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Newt Gingrich pushes back against critics

Faced with growing criticism about his many years as a Washington insider, Newt Gingrich has launched a new website "Answering the Attacks." But some across the political spectrum continue to raise questions about his professional and personal record.

By Staff writer / November 19, 2011

Republican presidential candidate and former U.S. House of Representatives Speaker Newt Gingrich answers questions from the audience at John F. Kennedy School of Government at Harvard University in Cambridge, Massachusetts Friday November 18, 2011.

Adam Hunger/Reuters

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Newt Gingrich says he welcomes the scrutiny that comes with being a well-paid Washington insider for more than 30 years. Well, at least he’s resigned to it. As one who brought down a former House Speaker (Jim Wright) and went after a sitting president (Bill Clinton), he knows how the political attack system works.

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“Somebody who is a front-runner for the presidency of the United States should get a thorough vetting,” he acknowledged during an appearance at Harvard University Friday. “That's fine, it’s the nature of the process. If I'm able to answer them in a way that the American people feel comfortable, then I think I'll be a legitimate front-runner."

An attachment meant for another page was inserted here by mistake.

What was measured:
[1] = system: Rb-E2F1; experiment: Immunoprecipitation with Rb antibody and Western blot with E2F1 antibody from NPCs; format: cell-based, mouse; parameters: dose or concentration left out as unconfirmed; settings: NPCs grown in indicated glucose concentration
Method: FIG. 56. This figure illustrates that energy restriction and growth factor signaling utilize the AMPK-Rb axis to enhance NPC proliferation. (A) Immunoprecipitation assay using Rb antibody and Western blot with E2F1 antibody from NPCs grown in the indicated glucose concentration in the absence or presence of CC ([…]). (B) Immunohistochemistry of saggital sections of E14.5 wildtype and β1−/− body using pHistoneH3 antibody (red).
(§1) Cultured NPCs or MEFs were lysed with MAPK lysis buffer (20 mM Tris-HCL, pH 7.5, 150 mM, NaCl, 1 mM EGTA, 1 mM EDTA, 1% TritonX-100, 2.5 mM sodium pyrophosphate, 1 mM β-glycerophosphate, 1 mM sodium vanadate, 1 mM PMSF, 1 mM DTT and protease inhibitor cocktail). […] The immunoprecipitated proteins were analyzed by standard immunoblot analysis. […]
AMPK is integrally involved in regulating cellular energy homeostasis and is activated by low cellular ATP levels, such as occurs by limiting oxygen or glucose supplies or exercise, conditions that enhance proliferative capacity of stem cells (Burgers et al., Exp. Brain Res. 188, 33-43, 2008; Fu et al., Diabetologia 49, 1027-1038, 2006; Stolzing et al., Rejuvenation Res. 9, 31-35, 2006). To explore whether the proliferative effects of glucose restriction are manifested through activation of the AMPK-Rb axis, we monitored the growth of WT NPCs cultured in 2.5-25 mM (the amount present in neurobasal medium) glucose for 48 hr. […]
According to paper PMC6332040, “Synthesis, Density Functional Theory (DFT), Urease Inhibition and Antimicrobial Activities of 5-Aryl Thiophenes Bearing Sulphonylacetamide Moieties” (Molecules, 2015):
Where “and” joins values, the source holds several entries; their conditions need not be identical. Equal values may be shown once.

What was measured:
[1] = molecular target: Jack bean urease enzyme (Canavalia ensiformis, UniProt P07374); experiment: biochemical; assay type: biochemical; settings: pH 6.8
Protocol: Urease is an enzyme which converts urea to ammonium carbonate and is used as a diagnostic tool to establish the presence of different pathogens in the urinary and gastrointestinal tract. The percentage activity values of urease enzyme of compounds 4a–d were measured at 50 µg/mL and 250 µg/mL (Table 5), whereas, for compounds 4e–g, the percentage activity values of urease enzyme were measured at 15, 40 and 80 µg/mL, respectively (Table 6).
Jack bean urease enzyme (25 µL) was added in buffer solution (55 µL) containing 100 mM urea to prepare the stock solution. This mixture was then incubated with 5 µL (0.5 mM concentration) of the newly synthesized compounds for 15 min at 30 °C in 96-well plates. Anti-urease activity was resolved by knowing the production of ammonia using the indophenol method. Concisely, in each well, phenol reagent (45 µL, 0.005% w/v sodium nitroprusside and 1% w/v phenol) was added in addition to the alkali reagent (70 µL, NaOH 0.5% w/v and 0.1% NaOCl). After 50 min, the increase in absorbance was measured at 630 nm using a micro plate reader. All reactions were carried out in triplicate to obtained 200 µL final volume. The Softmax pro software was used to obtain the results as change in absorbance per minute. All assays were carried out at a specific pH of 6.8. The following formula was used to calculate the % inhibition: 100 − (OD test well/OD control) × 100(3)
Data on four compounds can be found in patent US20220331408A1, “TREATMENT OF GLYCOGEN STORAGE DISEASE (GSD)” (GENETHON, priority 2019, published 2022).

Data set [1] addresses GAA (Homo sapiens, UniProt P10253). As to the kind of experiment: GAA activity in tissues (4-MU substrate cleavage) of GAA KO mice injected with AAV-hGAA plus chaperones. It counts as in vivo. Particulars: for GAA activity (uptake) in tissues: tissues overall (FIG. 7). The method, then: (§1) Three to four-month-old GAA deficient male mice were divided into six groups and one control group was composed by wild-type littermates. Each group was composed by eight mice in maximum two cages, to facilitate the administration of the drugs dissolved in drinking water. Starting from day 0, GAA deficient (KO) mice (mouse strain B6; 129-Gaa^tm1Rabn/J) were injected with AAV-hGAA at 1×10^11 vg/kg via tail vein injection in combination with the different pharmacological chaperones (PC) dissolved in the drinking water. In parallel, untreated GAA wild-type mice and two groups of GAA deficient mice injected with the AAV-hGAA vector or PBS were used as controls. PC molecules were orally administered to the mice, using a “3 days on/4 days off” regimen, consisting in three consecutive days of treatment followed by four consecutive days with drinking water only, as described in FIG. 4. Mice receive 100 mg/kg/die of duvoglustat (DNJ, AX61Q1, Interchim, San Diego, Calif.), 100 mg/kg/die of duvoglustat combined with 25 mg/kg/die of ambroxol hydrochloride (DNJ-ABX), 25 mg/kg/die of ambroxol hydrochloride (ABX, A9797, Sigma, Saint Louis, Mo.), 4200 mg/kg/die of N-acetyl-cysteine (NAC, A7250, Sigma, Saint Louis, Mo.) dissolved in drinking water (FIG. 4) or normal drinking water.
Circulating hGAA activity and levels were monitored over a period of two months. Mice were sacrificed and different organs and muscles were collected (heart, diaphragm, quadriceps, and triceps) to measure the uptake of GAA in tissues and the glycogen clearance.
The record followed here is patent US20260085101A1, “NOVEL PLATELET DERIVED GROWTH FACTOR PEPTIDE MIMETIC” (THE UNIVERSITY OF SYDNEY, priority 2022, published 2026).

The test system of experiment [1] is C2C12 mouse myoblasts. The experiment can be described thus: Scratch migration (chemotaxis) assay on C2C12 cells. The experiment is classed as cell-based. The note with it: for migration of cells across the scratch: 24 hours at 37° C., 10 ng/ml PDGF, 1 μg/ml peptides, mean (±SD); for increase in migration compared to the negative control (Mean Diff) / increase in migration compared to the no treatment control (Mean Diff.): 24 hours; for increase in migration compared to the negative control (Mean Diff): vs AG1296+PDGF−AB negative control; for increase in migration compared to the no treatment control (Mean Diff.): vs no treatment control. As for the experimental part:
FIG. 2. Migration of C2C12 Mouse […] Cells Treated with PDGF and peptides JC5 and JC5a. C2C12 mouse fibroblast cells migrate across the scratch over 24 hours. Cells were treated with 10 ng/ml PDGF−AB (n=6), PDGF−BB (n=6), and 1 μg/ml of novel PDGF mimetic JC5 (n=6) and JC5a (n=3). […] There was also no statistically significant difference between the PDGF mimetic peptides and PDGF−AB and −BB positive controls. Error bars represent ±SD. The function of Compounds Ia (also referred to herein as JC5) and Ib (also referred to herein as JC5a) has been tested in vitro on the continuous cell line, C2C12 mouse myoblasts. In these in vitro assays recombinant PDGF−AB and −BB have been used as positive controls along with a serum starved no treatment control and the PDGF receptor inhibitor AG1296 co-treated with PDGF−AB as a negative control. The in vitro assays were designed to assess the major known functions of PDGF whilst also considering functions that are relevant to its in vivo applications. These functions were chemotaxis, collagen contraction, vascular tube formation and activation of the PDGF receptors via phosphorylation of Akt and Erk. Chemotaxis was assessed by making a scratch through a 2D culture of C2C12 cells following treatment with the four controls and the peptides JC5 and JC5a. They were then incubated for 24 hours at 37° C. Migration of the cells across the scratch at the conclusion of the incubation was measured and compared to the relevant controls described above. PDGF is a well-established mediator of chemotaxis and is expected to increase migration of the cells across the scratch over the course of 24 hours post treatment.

Faced with an unfolding story about the millions of dollars he’s made through various business ventures tied to political influence (plus continually repeated stories about his marital history), the Gingrich campaign has just launched a new website called “Answering the Attacks.”

IN PICTURES: Newt, now and then

"Now that our campaign to rebuild the America we love is gaining momentum, those who want to see us fail are on the attack, digging through Newt's past to try and stop us," the page states.
 
"See an attack that is not answered?" site visitors are asked. "Let us know here. This page will grow as we receive more feedback to help you answer the attacks."
 
“One can easily see Gingrich simply citing this page as a blanket, ‘we've-answered-that’ response to future inquiries,” notes Jonathan Martin at Politico.com. “But the sheer volume of issues, and anticipation that more will come, is a reminder of the difficulty the former speaker could have as the glare grows more intense in the weeks ahead.”

The website “menu” of charges and answers so far is long: Rep. Paul Ryan’s Medicare plan, the health insurance mandate, ethanol, the Fairness Doctrine, global warming and cap-and-trade, the immigration DREAM Act, agriculture subsidies, TARP, zero-based budgeting in foreign aid as it relates to Israel (“one of America’s closest friends and a key strategic ally”), the government shutdown when he was House Speaker, the ethics investigation of him when he was in Congress, lobbying, his relationship with housing mortgage giant Freddie Mac, and his “personal life.”

(You can also “read more about the remarkable Newt Gingrich record … advocating, explaining, and achieving conservative reforms in government.”)

Gingrich’s defensive push-back comes as the list of his big-name clients continues to grow: Freddie Mac, MicrosoftGeneral Electric, I.B.M., the US Chamber of Commerce, and the pharmaceutical trade group PhRMA (Pharmaceutical Research and Manufacturers of America).

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